8. Fallen people are exiled. I know way too many people who’ve been fired from their ministry job because of moral indiscretions.  They were fired immediately and told to leave the church and go elsewhere in the name of “damage control.”  What does that tell the fallen person who really wants to repent?  It tells them that everyone else finds grace and restoration for their sins except me. It also punishes their families, who were likely innocent of any sin.  I’m not saying they shouldn’t have stepped down.  What I am saying is that there has to be a better way.

I’ll start looking at what the better way could look like tomorrow.  In the meantime, share your thoughts.


About Aaron

Aaron is a follower of Jesus. He's married to his smokin' hot wife Laura and is the father of three adorable girls. He enjoys a robust cigar, a complex root beer, a good movie, writing, football, thought-provoking books, and rousing discussions about subjects you're not supposed to talk about (like theology and politics). Religious people irritate him (because he once was one). He's on a quest to find the perfect dry rub and sauce for ribs.
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4 Responses to “You’re Fired!” (Part 3)

  1. Greg says:

    So rather than putting out a job search, should the church instead prepare it’s own people to take the positions? And if so, Matthew 13:57- basically summarized, a prophet is not welcome in his own town!

    So then, how do we prepare future preachers, teachers, and ministers to lead our congregations?

    Is it up to the person desiring to preach to find a church that fits them?

    Should mature Christians in the church be willing to change for a new preacher (not doctrinally).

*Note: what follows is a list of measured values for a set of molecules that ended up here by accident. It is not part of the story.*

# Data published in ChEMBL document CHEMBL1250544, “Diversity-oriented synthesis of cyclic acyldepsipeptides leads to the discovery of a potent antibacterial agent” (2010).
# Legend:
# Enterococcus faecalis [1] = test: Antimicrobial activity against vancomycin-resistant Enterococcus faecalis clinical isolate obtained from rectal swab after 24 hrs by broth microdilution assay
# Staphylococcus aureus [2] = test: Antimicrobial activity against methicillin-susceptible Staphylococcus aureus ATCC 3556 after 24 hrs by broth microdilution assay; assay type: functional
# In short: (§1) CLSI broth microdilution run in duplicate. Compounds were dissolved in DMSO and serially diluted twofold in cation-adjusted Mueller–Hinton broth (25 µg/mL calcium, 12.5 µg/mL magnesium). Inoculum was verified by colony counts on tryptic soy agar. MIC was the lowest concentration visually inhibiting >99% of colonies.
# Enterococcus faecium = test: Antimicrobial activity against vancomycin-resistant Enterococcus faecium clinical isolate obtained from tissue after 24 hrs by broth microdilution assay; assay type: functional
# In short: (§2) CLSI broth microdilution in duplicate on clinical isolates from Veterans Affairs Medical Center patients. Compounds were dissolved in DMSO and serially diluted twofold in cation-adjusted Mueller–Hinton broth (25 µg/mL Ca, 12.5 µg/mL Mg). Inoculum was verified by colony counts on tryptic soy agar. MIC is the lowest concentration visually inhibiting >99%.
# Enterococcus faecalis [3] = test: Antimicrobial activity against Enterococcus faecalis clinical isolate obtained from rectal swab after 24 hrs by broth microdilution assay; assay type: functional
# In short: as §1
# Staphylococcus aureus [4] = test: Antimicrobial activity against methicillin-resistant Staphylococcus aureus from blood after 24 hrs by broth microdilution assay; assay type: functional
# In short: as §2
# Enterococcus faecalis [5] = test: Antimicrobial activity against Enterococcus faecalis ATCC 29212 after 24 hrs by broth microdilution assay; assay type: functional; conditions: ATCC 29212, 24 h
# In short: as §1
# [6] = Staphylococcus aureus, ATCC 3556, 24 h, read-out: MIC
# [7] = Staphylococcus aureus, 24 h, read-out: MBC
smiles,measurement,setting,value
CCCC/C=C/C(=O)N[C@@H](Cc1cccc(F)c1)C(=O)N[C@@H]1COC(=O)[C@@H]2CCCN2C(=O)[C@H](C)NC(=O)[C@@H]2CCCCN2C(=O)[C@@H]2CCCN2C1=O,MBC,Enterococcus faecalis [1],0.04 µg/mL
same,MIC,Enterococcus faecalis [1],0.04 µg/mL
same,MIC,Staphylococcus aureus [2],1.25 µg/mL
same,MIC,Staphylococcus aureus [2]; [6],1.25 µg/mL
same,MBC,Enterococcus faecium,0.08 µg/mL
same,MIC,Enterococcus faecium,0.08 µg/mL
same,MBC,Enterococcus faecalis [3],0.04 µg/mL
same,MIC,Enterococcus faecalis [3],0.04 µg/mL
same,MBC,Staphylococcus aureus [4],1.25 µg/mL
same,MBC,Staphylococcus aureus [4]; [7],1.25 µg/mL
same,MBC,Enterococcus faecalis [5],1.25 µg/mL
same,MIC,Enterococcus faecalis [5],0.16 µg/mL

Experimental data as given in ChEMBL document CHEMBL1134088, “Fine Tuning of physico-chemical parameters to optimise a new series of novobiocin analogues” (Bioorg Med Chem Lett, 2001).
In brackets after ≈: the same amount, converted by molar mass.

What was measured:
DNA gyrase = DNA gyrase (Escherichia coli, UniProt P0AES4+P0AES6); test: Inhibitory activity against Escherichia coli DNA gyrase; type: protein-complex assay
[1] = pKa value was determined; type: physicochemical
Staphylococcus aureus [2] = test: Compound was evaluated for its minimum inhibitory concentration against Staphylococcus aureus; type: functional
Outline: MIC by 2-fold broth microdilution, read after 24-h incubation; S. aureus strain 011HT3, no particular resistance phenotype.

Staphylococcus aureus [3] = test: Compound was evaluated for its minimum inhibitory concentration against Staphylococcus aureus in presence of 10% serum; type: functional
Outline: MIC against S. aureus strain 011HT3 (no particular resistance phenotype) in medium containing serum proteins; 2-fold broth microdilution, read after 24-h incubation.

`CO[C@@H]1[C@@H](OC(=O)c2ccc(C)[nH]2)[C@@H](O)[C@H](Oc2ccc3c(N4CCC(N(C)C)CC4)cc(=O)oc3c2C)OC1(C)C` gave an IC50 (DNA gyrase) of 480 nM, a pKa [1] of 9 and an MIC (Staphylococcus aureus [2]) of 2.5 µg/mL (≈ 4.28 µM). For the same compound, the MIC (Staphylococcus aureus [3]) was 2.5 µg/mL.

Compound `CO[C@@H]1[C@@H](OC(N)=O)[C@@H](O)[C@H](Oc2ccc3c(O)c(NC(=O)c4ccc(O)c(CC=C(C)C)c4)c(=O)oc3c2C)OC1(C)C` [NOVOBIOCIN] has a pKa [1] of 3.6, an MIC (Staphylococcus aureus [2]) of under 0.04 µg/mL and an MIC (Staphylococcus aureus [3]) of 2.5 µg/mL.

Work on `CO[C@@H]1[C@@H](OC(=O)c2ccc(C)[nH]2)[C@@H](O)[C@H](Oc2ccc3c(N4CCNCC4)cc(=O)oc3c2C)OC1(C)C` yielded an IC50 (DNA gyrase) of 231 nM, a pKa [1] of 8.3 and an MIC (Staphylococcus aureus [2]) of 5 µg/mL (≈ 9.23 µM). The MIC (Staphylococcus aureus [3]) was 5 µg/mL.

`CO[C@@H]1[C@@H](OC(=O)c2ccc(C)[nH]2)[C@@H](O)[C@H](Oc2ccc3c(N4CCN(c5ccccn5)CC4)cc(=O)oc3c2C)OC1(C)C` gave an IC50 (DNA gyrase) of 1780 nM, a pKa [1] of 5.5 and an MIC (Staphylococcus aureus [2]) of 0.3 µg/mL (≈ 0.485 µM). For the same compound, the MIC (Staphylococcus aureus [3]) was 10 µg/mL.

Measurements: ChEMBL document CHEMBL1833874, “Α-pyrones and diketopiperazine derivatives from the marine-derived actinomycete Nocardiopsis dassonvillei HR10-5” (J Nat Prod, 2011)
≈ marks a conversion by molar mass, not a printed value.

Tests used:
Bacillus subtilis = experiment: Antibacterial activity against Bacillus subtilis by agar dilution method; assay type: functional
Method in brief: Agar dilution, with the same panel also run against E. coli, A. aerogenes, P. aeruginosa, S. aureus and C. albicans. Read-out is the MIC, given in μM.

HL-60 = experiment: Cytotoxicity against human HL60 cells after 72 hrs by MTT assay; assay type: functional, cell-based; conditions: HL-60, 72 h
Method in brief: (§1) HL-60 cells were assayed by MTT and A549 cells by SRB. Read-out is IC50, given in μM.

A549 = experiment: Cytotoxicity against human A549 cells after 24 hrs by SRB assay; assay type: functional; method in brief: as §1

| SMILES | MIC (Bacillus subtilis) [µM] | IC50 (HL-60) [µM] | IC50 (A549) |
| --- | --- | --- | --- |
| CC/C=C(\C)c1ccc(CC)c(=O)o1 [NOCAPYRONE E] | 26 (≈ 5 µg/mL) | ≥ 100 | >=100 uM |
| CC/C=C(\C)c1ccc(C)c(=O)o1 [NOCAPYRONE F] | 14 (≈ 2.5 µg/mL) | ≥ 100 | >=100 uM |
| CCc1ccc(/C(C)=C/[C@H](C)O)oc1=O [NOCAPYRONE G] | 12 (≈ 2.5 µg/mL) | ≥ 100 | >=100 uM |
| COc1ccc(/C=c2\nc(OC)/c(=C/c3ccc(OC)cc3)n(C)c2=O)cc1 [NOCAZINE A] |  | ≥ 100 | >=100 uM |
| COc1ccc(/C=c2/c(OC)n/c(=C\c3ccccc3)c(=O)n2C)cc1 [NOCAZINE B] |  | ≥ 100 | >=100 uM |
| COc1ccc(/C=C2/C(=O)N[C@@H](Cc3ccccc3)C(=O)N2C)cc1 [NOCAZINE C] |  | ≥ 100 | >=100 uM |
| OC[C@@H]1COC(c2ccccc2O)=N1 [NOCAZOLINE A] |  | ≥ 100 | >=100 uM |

Am I way off from what you were thinking?

  2. Michael Morris says:

    Your first “con” is more accurate for many churches than you know. It isn’t just “nickels and noses”, it is which nose is attached to the most nickels. Since churches are non-profit organizations and are tax-exempt, they have to keep track of contributions for tax purposes. Most who give (although not all) do so in such a way that they can deduct that from their taxes. Therefore, the leaders know who gives what, and when one of these individuals complains, they would rather fire the “offender” than have the money flow stop by that person walking away. To say that is shameful, is putting it mildly…and we don’t even have to ask what Jesus would do, because we all know.

  3. Justin says:

    Oh, another thought.

    Many times small churches say larger churches soften the gospel in the preaching and teaching to draw larger crowds.

    Well, aren’t small churches softening the gospel when they cater to someone who is accusing a staff member, and in the wrong, because they’re afriad of them walking away?

    The gospel shows us total faith in God, which should give us the courage to do the right thing, reguardless of the fear of a big contributor walking away. God always provides.

    They also ignore Jesus’ teachings, like Matthew 5:18. Or maybe Paul’s teachings in Hebrews 13 about respecting leaders.

    This comment might not be as articulate because its late and Im tired.

    • Aaron says:

      Hey Justin,
      Welcome to RLT. And thanks for sharing your story. It definitely shows the pitfalls of what is happening around the country. And your second comment is drop-dead on target. Real food for thought.